Best Adapted Screenplay:
Will Win: Nomadland – Chloé Zhao
Could Win: The Father – Christopher Hampton and Florian Zeller
The best clue for both writing categories is looking at who won the at Writer’s Guild Awards. Usually both of the winners go on to win Oscars, like last year’s Jojo Rabbit and Parasite. So going off that logic, the winner for this category should be Borat Subsequent Moviefilm. However, due to WGA rules both Nomadland and The Father weren’t even eligible for the award, making this category all the more difficult to predict. While it’s still a close call, the edge should go to Best Picture front runner, Nomadland. While it is short in dialogue, it does an impressive job of adapting it’s massive non fiction source material, and Chloe Zhao did so by herself in addition to producing and directing her film. But what’s stopping her from becoming a lock? While I’m starting to sound like a broken record, Nomadland fatigue is a real thing. At this point in their ballots, Oscar voters are likely to go, I’m already giving her two Oscars how do I spread the love around? In which case look to The Father for the upset. It’s a beloved film by the Academy and there’s going to be a lot of people who want to see it win an award. This category might be the best chance. Adaptor Chris Hampton has also previously won in this category before for Dangerous Liasons in 1988. The Academy clearly likes him, making this category one of the most vulnerable for Nomadland to win.
Best Original Screenplay:
Will Win: Promising Young Woman – Emerald Fennell
Could Win: The Trial of the Chicago 7 – Aaron Sorkin
While everyone should have anxiety betting against Aaron Sorkin in a writing category, I would have greater anxiety betting against Emerald Fennell and her extraordinary work on Promising Young Woman. Fennell created something wonderfully unique and empowering, and something that absolutely floored me as a young woman watching. She’s won the Critic’s Choice Award and the crucial Writer’s Guild Award, the best predictor of this category. The Academy also loves to reward writer/directors and while she won’t be able to win in the Best Directing category, she should win here for her unique and uncompromised vision dripping out of every frame of that film. This would also mark the first time a woman won this category since 2008 when Diablo Cody took home the Oscar for her film Juno. A bit overdo, no? Still, there is the incomparable Aaron Sorkin, one of the greater writers of our time. If voters are going off name recognition alone, he would win this award. But since winning the Golden Globe, he hasn’t won anything else. He was also left out of the Best Director race, where Fennell did pick up a nomination. That’s why the edge goes to Fennell and Sorkin for the upset, but seriously say a prayer for me y’all, I’m playing with fire.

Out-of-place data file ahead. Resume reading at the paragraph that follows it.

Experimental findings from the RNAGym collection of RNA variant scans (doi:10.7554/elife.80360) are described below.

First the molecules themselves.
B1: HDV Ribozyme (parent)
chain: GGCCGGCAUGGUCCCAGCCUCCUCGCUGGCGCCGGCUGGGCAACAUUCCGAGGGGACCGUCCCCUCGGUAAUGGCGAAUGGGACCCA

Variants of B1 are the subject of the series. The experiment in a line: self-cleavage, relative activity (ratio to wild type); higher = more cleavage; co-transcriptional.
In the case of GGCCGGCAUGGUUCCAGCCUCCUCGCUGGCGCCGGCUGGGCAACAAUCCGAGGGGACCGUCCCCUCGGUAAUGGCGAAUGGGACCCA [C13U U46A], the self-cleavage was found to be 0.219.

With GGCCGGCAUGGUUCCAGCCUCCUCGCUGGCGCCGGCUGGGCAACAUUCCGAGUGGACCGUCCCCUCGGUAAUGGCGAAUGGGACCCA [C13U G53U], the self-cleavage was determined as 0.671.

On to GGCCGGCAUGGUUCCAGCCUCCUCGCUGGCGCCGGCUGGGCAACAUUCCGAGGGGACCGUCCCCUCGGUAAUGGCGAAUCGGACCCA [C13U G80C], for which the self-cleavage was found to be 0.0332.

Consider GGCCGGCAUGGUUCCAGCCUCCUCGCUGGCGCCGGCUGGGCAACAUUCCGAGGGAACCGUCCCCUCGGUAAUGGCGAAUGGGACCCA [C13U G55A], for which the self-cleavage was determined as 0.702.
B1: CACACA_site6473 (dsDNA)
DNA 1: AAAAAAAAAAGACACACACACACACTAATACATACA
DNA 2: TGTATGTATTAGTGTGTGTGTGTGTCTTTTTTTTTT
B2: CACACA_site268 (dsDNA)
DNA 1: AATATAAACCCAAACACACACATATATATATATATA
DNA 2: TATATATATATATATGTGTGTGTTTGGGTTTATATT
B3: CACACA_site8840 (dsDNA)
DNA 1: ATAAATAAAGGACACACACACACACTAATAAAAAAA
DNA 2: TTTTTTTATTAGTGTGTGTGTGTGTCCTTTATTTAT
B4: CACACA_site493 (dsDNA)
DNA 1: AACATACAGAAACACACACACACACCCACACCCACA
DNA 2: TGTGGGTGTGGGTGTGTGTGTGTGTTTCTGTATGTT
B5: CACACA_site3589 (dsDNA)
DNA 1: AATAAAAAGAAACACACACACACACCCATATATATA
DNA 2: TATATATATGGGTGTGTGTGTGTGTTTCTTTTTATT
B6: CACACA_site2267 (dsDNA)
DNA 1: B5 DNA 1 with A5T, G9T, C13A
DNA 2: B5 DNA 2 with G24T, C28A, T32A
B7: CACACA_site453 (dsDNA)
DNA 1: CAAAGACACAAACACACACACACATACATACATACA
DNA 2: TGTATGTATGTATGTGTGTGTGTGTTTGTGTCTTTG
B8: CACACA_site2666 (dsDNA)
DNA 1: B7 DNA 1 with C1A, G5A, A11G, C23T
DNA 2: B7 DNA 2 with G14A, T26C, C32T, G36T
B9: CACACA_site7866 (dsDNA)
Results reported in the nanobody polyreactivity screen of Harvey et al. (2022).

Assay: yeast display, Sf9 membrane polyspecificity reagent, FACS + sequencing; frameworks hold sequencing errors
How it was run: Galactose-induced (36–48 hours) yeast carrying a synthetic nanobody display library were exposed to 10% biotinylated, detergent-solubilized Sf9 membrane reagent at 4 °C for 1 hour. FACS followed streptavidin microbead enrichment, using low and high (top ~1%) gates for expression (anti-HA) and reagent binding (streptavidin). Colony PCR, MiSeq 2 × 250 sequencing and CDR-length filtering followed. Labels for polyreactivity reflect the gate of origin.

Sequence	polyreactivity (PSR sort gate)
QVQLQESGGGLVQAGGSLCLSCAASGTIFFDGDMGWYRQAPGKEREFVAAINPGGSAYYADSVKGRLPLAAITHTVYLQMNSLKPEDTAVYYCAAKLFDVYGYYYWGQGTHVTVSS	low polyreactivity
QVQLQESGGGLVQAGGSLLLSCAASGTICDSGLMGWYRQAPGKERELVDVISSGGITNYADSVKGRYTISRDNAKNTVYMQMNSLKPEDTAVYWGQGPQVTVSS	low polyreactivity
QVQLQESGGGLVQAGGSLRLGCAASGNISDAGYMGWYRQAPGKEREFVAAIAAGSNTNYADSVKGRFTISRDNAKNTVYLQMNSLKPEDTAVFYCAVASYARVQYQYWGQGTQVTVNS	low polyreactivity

Will Win: Nomadland – Joshua James Richards
Could Win: Mank – Erik Messerschmidt
This category should become another technical achievement for Nomadland. Director of Photography Joshua James Richards simply put, created the prettiest film. He captured simplistic yet complex shots of nature and it’s magic hour. The film has won almost every major Cinematography award out there, and it should end it’s incredible run with Oscar. But the keyword in my last sentence was almost. It’s only lost one award, but it was a pretty big one, The ASC. (American Cinematography Society) Their own union gave the award to Erik Messerschmidt for his work on Best Picture nominee Mank. It’s use of cinematography paired with the picture being in black and white was too much for the ASC to resist. Ultimately I still give the advantage to Nomadland despite it’s loss to Mank at the crucial ASC. All Academy voters get to vote in this category, unlike the ASC which is exclusively just for cinematographers. The average voter will most likely go with the Best Picture front runner. But if the ASC win has any influence, look to Mank for the upset.
Best Costume Design:
Will Win: Ma Rainey’s Black Bottom – Ann Roth
Could Win: Emma – Alexandra Byrne
This category has two types of winners, either the serious awards contender film, or simply the prettiest period piece. This means the race this year comes down to either Ma Rainey’s Black Bottom or Emma. I’m giving the slight edge to Ma Rainey’s Black Bottom. The film’s costumes helped transform their two lead actors into Oscar nominated performances. Costume designer Ann Roth also has the chance to make history with her win. At 89 years old, she could become the oldest woman to ever win an award, and become tied with Call Me By Your Name Screenwriter James Ivory (also 89) for oldest person to win an award. Roth has also won the category once before for her work on 1996’s The English Patient ensuring that voters know who she is and her body of work. But, if voters are truly voting for the prettiest costumes this year, then look to Emma for the win.
Best Film Editing:
Will Win: Sound of Metal – Mikkel E.G. Nielsen
Could Win: The Trial of the Chicago 7 – Alan Baumgarten